Nevertheless, Bayer continues to sell its controversial contraceptives wherever it can, and it has plenty of incentive to do so. The Pill is by far the most popular contraceptive pharmaceutical worldwide, taken by more than 200 million women. It is currently prescribed to 3.5 million British women, a quarter of all 16- to 49-year-olds.
According to one market report, oral contraceptive pills make up the largest and fastest growing share of the global contraceptive market. It’s projected to exceed $23 billion by 2018, up from $16 billion in 2011.
A big chunk of that growth is due to an increase in marketing the Pill to preadolescent girls on up as a treatment for acne, irregular menstrual cycles, premenstrual syndrome (PMS) and virtually any symptom that might be hormone-related. According to the Guttmacher Institute in New York City, 14 per cent of the 10.7 million American women and girls taking the Pill are using it exclusively for these non-contraceptive reasons.
Nevertheless, the majority of women use it for the sexual freedom to plan their pregnancies around their careers and lifestyles. This freedom comes with a price, though, as any cursory look at women’s internet health chat rooms will reveal.
Complaints are rife about the Pill’s side-effects—weight gain, anxiety, depression, mood swings, acne, flu-like fatigue, hair loss, poor circulation, hypoglycaemia . . . and on and on.
What follows are some of the conditions linked to the Pill that are rarely mentioned, even when doctors are prescribing them.
Breast and other cancers
Cancer growth and development is well known to be influenced by hormones—a connection strengthened by the latest, definitive evidence that the use of hormone replacement therapy (HRT) can treble the risk of breast cancer.3 Women naturally produce oestrogen hormones in their ovaries, adrenal glands and fat cells.
“A woman’s oestrogen levels fluctuate throughout the month, but the Pill can be 20–50 times the amount of oestrogen that the body produces,” explains Donna Gates, author of The Body Ecology Diet (Hay House, 2011). “Taking these unnaturally excessive amounts of oestrogen makes a woman oestrogen-dominant, which is linked to oestrogen-related cancers. In other words, a build-up of oestrogen in the body is dangerous.”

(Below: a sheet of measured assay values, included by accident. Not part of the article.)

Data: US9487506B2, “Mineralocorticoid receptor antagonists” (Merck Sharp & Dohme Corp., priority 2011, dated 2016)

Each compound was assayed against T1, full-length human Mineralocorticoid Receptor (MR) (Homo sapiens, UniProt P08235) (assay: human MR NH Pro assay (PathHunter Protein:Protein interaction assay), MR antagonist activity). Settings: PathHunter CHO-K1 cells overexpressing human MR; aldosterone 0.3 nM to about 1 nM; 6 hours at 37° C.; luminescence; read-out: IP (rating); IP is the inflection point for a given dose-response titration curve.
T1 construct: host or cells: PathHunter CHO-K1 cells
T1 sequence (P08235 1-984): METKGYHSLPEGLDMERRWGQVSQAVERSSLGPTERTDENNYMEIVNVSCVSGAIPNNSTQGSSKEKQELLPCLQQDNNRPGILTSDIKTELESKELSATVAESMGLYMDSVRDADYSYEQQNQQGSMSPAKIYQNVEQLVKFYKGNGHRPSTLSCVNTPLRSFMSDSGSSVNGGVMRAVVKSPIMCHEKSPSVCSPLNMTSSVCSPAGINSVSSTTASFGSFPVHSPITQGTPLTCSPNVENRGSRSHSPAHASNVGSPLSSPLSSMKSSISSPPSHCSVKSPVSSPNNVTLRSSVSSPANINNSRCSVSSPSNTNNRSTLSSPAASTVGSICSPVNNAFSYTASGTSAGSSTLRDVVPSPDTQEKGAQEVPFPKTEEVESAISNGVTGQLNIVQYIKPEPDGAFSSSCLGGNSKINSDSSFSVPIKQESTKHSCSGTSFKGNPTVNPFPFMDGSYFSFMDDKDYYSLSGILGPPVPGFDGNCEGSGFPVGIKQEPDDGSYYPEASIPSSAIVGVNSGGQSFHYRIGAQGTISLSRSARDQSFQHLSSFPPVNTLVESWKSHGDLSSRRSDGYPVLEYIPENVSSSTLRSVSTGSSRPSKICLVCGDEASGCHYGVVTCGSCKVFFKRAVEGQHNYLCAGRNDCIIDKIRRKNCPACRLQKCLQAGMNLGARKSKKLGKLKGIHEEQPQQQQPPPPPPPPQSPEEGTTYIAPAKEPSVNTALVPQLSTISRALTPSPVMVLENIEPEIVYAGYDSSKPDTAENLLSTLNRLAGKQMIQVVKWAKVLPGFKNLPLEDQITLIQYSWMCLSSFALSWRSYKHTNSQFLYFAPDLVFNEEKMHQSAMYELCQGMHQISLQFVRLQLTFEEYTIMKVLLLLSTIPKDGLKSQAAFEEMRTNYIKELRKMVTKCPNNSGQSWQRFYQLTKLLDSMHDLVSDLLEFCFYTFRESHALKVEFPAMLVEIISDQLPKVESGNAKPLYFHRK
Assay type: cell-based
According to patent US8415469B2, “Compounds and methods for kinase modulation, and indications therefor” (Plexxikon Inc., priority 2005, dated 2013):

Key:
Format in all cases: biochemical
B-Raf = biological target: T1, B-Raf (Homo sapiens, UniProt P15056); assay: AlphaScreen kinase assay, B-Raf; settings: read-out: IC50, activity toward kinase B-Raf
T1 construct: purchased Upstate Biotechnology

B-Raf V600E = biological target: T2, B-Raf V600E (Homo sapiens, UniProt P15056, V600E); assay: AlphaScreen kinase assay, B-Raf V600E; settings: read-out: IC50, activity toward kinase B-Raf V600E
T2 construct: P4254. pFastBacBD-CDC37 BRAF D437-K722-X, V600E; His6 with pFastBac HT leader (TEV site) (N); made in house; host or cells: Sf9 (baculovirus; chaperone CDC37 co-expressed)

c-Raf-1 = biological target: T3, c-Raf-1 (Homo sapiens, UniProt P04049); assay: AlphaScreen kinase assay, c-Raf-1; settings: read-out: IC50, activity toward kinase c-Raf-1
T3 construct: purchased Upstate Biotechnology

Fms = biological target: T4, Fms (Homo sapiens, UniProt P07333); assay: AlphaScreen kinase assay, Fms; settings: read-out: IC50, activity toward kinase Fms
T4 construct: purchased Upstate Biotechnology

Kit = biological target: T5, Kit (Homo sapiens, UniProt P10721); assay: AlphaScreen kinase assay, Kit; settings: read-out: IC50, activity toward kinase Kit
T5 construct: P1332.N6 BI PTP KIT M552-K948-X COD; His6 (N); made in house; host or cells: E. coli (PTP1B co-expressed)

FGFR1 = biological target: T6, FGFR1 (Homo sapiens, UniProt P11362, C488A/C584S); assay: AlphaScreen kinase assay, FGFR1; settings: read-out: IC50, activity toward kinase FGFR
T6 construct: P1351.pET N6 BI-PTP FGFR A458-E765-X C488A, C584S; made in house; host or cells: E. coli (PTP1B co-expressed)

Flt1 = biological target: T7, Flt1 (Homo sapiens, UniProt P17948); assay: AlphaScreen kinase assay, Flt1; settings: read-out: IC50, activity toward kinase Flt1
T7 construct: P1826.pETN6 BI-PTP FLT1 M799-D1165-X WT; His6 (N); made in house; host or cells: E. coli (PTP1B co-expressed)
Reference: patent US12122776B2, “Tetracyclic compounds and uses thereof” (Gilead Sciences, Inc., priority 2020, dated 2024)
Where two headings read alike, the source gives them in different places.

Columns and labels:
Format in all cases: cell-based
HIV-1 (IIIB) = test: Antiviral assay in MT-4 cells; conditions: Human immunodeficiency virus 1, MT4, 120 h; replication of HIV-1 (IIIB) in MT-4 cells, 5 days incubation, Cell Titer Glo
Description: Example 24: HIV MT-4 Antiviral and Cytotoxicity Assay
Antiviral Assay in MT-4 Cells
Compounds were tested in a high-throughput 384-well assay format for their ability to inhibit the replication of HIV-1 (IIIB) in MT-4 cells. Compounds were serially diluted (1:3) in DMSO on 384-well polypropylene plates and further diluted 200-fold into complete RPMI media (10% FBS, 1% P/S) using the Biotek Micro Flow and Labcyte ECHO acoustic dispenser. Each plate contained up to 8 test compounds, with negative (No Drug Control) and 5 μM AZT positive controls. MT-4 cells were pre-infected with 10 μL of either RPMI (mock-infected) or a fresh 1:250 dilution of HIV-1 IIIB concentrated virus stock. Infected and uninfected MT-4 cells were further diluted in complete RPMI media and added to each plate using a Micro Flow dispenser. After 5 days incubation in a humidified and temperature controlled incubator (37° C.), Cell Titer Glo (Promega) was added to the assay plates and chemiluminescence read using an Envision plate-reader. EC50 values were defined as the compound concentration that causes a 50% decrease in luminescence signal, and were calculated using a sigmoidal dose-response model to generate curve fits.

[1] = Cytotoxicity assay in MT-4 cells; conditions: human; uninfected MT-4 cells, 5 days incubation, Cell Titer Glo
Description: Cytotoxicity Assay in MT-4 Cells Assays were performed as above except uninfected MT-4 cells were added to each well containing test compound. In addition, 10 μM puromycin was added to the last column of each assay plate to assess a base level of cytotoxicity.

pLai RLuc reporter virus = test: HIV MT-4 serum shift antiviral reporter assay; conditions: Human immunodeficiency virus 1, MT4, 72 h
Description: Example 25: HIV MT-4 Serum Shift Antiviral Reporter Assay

In 2005, the UN’s International Agency for Research on Cancer (IARC) issued Monograph 91, which reclassified the Pill as a Group-1 carcinogen (like tobacco and asbestos) based on a number of recent studies that found a positive connection, particularly with those containing levonorgestrel.4
This meant that health advisory organizations, which had categorically denied any association of the Pill with breast cancer for years, were finally forced to admit a possible raised risk for breast cancer, cervical cancer and liver cancer.
On the other hand, other studies have found that oral contraceptive use lowers the risk of uterine and ovarian cancers, leading some advocates for the Pill to claim that the overall risk is the same as for non-users—but the figures don’t work, as breast cancer alone is six times more prevalent than uterine and ovarian cancers combined.